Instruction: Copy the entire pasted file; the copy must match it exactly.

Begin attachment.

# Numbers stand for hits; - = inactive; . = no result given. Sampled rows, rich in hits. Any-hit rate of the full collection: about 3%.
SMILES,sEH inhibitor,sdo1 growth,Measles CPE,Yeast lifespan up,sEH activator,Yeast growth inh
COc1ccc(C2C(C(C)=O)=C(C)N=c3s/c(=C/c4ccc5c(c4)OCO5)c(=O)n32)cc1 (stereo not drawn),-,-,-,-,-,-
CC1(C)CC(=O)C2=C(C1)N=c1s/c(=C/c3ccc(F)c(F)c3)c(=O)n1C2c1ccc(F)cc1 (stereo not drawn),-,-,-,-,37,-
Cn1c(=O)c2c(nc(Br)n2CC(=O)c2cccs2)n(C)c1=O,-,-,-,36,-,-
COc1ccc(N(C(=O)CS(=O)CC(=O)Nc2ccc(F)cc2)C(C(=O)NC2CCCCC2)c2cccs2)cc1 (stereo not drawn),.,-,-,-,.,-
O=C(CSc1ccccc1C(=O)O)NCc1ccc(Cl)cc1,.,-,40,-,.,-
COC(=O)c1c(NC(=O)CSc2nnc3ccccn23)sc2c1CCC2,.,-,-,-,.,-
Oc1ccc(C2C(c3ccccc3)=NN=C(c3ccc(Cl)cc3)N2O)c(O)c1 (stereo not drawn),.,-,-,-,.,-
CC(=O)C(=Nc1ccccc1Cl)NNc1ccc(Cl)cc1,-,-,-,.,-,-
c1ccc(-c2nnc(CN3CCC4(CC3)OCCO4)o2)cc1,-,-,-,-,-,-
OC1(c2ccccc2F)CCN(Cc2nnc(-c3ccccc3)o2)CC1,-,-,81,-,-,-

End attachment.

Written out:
# Numbers stand for hits; - = inactive; . = no result given. Sampled rows, rich in hits. Any-hit rate of the full collection: about 3%.
SMILES,sEH inhibitor,sdo1 growth,Measles CPE,Yeast lifespan up,sEH activator,Yeast growth inh
COc1ccc(C2C(C(C)=O)=C(C)N=c3s/c(=C/c4ccc5c(c4)OCO5)c(=O)n32)cc1 (stereo not drawn),-,-,-,-,-,-
CC1(C)CC(=O)C2=C(C1)N=c1s/c(=C/c3ccc(F)c(F)c3)c(=O)n1C2c1ccc(F)cc1 (stereo not drawn),-,-,-,-,37,-
Cn1c(=O)c2c(nc(Br)n2CC(=O)c2cccs2)n(C)c1=O,-,-,-,36,-,-
COc1ccc(N(C(=O)CS(=O)CC(=O)Nc2ccc(F)cc2)C(C(=O)NC2CCCCC2)c2cccs2)cc1 (stereo not drawn),.,-,-,-,.,-
O=C(CSc1ccccc1C(=O)O)NCc1ccc(Cl)cc1,.,-,40,-,.,-
COC(=O)c1c(NC(=O)CSc2nnc3ccccn23)sc2c1CCC2,.,-,-,-,.,-
Oc1ccc(C2C(c3ccccc3)=NN=C(c3ccc(Cl)cc3)N2O)c(O)c1 (stereo not drawn),.,-,-,-,.,-
CC(=O)C(=Nc1ccccc1Cl)NNc1ccc(Cl)cc1,-,-,-,.,-,-
c1ccc(-c2nnc(CN3CCC4(CC3)OCCO4)o2)cc1,-,-,-,-,-,-
OC1(c2ccccc2F)CCN(Cc2nnc(-c3ccccc3)o2)CC1,-,-,81,-,-,-